From Times Online November 16, 2009
Arnold Schwarzenegger visits Iraq - and aims to transfer military tactics to California
Oliver August in BaghdadArnold Schwarzenegger
(Ali Al-Saadi/AFP/Getty Images)Troops stationed in Iraq didn't let Mr Schwarzenegger forget about hisbodybuilding, action movie past...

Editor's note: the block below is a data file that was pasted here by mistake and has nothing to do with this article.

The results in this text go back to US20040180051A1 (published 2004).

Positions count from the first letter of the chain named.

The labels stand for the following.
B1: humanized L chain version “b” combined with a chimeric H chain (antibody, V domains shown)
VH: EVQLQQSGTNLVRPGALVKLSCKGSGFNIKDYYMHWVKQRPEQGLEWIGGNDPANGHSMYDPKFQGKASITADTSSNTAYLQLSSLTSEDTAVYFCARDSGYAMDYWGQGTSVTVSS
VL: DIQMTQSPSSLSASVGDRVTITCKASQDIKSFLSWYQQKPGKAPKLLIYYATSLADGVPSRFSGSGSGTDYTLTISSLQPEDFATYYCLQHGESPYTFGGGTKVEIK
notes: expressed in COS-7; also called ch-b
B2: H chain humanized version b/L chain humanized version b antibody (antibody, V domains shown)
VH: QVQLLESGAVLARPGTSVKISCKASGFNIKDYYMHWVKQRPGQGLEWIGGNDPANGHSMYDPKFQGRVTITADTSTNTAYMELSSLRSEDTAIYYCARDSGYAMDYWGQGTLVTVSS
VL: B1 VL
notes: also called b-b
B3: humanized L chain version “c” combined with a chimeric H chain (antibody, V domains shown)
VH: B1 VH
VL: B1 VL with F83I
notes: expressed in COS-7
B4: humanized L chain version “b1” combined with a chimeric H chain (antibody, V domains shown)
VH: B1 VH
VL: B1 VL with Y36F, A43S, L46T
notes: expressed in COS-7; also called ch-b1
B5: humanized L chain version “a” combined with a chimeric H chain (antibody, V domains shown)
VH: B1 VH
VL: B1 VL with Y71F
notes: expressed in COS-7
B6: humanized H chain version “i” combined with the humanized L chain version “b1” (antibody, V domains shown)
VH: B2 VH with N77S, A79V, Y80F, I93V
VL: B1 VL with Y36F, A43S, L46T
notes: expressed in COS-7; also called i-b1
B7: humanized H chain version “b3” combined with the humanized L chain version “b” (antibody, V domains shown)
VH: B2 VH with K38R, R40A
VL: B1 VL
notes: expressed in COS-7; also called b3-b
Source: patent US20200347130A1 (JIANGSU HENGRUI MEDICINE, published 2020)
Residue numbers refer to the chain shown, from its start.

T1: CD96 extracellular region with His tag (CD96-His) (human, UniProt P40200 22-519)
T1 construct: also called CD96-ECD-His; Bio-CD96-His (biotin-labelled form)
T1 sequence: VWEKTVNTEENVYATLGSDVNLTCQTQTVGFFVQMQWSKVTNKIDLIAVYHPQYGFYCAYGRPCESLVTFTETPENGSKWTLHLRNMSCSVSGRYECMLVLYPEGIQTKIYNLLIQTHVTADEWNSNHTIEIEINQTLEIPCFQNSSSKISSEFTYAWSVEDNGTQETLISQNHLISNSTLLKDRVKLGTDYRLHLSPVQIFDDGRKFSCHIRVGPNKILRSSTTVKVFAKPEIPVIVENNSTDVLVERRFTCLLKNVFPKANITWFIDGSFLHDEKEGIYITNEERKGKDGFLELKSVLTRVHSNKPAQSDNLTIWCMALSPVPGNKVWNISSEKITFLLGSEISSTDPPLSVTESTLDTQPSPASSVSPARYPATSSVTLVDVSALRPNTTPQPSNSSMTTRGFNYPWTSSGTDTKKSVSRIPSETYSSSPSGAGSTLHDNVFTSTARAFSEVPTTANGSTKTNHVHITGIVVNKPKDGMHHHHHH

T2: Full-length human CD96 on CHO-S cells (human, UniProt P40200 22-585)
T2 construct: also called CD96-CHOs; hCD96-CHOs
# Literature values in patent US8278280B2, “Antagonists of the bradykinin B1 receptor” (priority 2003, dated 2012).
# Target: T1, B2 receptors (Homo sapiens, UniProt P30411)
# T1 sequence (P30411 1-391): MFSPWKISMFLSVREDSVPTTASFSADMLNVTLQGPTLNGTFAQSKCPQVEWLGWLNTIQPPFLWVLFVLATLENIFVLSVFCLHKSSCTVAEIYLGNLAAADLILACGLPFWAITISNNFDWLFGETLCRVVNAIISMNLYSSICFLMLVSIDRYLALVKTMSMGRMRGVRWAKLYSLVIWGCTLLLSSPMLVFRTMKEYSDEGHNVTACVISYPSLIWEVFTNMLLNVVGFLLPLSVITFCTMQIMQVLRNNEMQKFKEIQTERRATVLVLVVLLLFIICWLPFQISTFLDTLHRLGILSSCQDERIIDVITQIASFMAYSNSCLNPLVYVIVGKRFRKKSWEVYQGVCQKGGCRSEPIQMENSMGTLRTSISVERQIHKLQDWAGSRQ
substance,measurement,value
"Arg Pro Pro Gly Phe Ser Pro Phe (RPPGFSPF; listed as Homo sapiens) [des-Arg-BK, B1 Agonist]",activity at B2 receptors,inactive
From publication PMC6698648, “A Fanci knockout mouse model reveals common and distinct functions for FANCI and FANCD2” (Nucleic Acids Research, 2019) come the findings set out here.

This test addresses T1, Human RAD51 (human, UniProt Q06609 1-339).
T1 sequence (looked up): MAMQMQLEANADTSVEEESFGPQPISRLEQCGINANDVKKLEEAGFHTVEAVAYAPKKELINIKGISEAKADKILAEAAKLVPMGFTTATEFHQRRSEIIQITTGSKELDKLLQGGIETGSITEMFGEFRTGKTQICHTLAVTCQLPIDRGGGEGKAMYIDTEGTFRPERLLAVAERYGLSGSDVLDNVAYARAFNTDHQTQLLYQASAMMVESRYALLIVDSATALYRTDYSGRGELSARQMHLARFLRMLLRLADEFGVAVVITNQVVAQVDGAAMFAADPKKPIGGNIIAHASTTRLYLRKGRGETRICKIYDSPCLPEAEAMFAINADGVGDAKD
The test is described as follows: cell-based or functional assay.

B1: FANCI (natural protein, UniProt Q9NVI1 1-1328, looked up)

The governor of California trots out his most famous one-liner wherever he goes but, at the Victory military base in Baghdad today, he apparentlymeant it.“I’ll be back,” Arnold Schwarzenegger growled after working out with agroup of American soldiers on active duty in Iraq, all with necks andtrunks as thick as his.The muscleman who rose to Hollywood fame as The Terminator came tothe site of America’s bloodiest war in a generation to cheer up troops, butalso because there are important lessons to be learnt here.Mr Schwarzenegger said he wants to study counter-insurgency strategiesdeveloped by the US military when Iraq was on the brink of civil war, and bring them back to the mean streets of California, where criminal gangsrule entire neighbourhoods, especially in large cities.Already, police officers in some parts of the state are attempting to copy the hard-won lessons thathelped to calm down the western Iraqi city of Falluja and the Triangle of Death south of Baghdad,where insurgents once reigned openly.The governor did not actually go to these places, now relatively peaceful, to see soldiers on patrol.Instead he heard about their work in the safe environs of one of the largest US bases in Iraq and shook hands with them afterwards. He also held meetings with senior commanders.The transfer of counter-insurgency tactics from the military to the police is being pioneered in thecentral Californian town of Salinas. Combat veterans from Iraq and Afghanistan are already advisingthe local authorities on how to conduct their own “surge,” as the US counter-insurgency campaign of President Bush is known.Rather than hunting down gang leaders and arresting them, the police is told to build trust in thecommunity that supports the gangs. Only by patiently “draining the swamp” can the leaders beeliminated.There are apparently striking similarities between Iraq and California. Many gang members andsupporters see police officers as an “occupying force” similar to a foreign military presence. Like inBaghdad, there are also language problems. Officers speak English and locals often Spanish, makingcooperation in criminal investigations difficult, even when citizens are willing.